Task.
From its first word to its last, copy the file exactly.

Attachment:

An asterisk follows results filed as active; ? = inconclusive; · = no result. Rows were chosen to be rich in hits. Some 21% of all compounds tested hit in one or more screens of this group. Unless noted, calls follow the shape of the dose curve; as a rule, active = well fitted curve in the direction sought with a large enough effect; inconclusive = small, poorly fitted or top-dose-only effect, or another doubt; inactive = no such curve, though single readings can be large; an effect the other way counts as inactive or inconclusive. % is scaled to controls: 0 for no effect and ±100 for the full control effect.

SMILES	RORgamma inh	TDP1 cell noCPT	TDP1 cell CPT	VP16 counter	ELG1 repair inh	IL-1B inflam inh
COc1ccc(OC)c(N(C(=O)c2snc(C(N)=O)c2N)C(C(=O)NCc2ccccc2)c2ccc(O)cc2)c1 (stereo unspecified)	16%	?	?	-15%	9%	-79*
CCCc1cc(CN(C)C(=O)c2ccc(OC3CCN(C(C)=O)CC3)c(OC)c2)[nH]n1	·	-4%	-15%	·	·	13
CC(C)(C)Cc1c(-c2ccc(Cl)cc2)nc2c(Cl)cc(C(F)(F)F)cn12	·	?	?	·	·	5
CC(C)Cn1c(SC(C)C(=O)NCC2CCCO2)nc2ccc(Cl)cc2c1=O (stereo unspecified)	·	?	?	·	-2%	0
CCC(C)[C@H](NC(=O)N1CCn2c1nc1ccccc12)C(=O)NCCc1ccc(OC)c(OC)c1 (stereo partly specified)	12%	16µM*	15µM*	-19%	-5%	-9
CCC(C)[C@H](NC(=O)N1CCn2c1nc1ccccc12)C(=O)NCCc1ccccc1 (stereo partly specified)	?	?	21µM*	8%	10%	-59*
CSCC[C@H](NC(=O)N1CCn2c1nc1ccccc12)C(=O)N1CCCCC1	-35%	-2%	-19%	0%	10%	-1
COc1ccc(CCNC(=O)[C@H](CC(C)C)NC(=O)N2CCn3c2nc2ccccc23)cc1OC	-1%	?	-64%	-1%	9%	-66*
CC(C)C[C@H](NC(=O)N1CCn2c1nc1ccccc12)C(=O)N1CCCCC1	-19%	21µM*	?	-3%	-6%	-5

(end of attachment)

An asterisk follows results filed as active; ? = inconclusive; · = no result. Rows were chosen to be rich in hits. Some 21% of all compounds tested hit in one or more screens of this group. Unless noted, calls follow the shape of the dose curve; as a rule, active = well fitted curve in the direction sought with a large enough effect; inconclusive = small, poorly fitted or top-dose-only effect, or another doubt; inactive = no such curve, though single readings can be large; an effect the other way counts as inactive or inconclusive. % is scaled to controls: 0 for no effect and ±100 for the full control effect.

SMILES	RORgamma inh	TDP1 cell noCPT	TDP1 cell CPT	VP16 counter	ELG1 repair inh	IL-1B inflam inh
COc1ccc(OC)c(N(C(=O)c2snc(C(N)=O)c2N)C(C(=O)NCc2ccccc2)c2ccc(O)cc2)c1 (stereo unspecified)	16%	?	?	-15%	9%	-79*
CCCc1cc(CN(C)C(=O)c2ccc(OC3CCN(C(C)=O)CC3)c(OC)c2)[nH]n1	·	-4%	-15%	·	·	13
CC(C)(C)Cc1c(-c2ccc(Cl)cc2)nc2c(Cl)cc(C(F)(F)F)cn12	·	?	?	·	·	5
CC(C)Cn1c(SC(C)C(=O)NCC2CCCO2)nc2ccc(Cl)cc2c1=O (stereo unspecified)	·	?	?	·	-2%	0
CCC(C)[C@H](NC(=O)N1CCn2c1nc1ccccc12)C(=O)NCCc1ccc(OC)c(OC)c1 (stereo partly specified)	12%	16µM*	15µM*	-19%	-5%	-9
CCC(C)[C@H](NC(=O)N1CCn2c1nc1ccccc12)C(=O)NCCc1ccccc1 (stereo partly specified)	?	?	21µM*	8%	10%	-59*
CSCC[C@H](NC(=O)N1CCn2c1nc1ccccc12)C(=O)N1CCCCC1	-35%	-2%	-19%	0%	10%	-1
COc1ccc(CCNC(=O)[C@H](CC(C)C)NC(=O)N2CCn3c2nc2ccccc23)cc1OC	-1%	?	-64%	-1%	9%	-66*
CC(C)C[C@H](NC(=O)N1CCn2c1nc1ccccc12)C(=O)N1CCCCC1	-19%	21µM*	?	-3%	-6%	-5